Yusra Mardini, Syria’s former ace swimmer, was just 17-year-old when she swam for three-and-a-half hours, pulling along with her an overloaded boat carrying 20 refugees in the Mediterranean sea, reported The Guardian. Yusra and Sarah, her sister, were among the refugees fleeing from Izmir in Turkey to the island of Lesbos in Greece. Thirty minutes into their journey, the motor stopped and the over-full boat started filling with water. Yusra, Sarah and another woman got into the water, pulling the boat until they reached the shores of Greece.
They were the only ones on board who could swim. “I thought it would be a real shame if I drowned in the sea, because I am a swimmer,” Yusra said in press conference. This was in August, 2015. Now living and training in Germany, the 18-year-old is one of 43 athletes across the world who, despite having fled their homelands and becoming refugees, are vying for the chance to compete in the Rio Olympics, 2016.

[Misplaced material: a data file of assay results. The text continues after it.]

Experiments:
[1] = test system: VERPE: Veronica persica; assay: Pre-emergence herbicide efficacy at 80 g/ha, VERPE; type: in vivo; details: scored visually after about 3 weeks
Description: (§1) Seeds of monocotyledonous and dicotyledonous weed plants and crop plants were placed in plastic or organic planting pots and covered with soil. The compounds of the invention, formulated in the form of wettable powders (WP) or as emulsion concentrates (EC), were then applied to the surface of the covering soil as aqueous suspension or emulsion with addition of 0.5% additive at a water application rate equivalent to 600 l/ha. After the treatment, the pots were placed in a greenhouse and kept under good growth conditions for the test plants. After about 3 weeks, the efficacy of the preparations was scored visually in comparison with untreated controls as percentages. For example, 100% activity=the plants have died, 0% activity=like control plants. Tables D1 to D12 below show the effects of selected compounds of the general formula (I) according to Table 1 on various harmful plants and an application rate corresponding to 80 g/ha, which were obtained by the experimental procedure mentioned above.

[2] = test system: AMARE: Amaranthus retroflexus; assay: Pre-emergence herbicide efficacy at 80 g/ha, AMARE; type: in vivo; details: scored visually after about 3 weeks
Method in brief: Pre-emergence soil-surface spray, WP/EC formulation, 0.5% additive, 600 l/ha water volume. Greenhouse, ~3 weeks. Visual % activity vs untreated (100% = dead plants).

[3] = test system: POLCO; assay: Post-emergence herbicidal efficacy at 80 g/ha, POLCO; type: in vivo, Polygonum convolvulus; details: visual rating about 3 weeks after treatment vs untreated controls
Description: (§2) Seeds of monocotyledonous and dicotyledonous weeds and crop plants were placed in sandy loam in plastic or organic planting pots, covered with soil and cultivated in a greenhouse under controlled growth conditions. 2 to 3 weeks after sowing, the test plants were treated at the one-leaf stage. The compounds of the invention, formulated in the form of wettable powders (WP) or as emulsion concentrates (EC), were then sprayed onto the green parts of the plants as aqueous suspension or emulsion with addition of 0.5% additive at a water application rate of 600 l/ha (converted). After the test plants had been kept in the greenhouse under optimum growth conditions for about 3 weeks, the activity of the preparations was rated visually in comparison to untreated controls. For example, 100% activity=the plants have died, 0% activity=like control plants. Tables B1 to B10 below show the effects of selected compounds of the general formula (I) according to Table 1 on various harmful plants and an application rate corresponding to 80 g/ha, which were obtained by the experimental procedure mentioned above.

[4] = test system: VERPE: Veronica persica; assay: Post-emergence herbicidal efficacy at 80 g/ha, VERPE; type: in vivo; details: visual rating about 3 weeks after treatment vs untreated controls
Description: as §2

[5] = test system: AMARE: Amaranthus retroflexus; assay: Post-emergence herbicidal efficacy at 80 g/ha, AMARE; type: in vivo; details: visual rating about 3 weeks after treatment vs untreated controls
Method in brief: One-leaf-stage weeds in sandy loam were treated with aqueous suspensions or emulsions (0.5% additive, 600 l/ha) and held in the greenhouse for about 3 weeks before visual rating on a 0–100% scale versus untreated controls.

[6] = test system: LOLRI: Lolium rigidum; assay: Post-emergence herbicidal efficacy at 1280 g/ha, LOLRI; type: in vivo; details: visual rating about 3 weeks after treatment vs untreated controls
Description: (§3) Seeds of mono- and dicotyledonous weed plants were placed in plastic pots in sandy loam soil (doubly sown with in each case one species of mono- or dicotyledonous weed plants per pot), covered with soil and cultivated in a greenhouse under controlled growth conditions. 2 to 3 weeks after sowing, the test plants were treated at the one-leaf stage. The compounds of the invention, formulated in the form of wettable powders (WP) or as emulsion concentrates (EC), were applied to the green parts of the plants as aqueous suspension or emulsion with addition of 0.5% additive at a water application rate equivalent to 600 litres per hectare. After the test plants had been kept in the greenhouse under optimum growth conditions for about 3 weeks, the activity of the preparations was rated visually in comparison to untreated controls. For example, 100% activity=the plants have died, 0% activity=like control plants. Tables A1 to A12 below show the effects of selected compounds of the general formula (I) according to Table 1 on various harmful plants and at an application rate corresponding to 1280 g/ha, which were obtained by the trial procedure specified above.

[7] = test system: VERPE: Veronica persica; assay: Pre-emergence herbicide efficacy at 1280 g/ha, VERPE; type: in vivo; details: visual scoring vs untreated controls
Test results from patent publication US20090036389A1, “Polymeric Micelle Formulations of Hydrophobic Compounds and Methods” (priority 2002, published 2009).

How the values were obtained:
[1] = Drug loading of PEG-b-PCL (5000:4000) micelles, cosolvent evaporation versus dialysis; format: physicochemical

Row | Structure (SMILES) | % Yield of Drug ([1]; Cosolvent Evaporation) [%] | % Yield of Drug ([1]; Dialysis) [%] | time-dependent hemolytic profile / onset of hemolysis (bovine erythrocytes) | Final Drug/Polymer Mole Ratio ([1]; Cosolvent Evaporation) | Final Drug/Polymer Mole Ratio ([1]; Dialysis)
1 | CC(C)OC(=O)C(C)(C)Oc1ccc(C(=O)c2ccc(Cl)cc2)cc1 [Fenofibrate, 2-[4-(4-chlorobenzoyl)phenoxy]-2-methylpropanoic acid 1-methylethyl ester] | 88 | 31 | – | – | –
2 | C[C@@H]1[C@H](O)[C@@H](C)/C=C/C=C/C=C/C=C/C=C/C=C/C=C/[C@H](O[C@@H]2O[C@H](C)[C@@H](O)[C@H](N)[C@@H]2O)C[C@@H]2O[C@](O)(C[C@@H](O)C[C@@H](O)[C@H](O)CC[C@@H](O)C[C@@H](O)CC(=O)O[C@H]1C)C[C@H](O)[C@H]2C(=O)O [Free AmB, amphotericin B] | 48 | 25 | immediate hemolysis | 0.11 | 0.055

For the first time in its history, the International Olympic Committee announced earlier this month the nations competing at the summer Games will be joined in Rio by a team of refugees, made up of athletes who would otherwise find themselves stateless and excluded. Team Refugee Olympic Athletes (ROA) will compete under the Olympic flag and anthem, IOC chair Thomas Bach said, and on 5 August will march into the Maracanã stadium for the opening ceremony in penultimate place, immediately ahead of hosts Brazil.
The eventual team is likely to be small – Thomas estimates only between five and 10 athletes will reach the qualifying standard in their respective sports – but after identifying 43 competitors who had the talent to potentially qualify, the IOC is providing training and support to give them the best possible chance.
Aside from Yusra, two others have been named- Raheleh Asemani, an Iranian taekwondo fighter who is now in Belgium, and Popole Misenga, who sought asylum in Brazil in 2013 while competing in Rio at the World Judo Championships for the Democratic Republic of Congo.
“I want to show everybody that it’s hard to arrive at your dreams but it’s not impossible,” said Yusra, who wants to compete in the 200-meters freestyle event, in a report in The Huffington Post. “You can do it; everyone can do it if I can do it, any athlete can do it.”